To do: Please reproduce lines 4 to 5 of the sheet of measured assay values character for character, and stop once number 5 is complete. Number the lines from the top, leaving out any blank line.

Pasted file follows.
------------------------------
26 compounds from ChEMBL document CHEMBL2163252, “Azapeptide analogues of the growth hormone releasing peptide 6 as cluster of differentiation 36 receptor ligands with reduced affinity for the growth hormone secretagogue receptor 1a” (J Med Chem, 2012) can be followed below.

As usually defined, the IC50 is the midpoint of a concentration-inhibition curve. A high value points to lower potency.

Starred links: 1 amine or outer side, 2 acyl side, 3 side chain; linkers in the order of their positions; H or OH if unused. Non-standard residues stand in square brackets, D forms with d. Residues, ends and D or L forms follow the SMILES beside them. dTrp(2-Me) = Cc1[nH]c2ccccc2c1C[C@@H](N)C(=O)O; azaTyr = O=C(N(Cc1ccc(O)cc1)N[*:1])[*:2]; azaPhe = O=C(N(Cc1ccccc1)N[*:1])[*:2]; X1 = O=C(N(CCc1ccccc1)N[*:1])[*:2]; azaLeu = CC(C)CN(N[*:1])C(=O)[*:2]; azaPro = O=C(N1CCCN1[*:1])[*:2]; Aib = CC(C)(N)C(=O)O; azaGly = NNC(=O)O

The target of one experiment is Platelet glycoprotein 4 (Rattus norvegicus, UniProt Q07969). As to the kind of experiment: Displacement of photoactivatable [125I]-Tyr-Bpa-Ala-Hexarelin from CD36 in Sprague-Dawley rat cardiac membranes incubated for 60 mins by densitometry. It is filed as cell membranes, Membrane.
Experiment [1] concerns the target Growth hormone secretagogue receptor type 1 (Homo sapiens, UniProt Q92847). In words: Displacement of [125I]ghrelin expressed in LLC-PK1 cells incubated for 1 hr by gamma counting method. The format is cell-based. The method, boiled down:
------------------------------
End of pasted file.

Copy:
The target of one experiment is Platelet glycoprotein 4 (Rattus norvegicus, UniProt Q07969). As to the kind of experiment: Displacement of photoactivatable [125I]-Tyr-Bpa-Ala-Hexarelin from CD36 in Sprague-Dawley rat cardiac membranes incubated for 60 mins by densitometry. It is filed as cell membranes, Membrane.
Experiment [1] concerns the target Growth hormone secretagogue receptor type 1 (Homo sapiens, UniProt Q92847). In words: Displacement of [125I]ghrelin expressed in LLC-PK1 cells incubated for 1 hr by gamma counting method. The format is cell-based. The method, boiled down: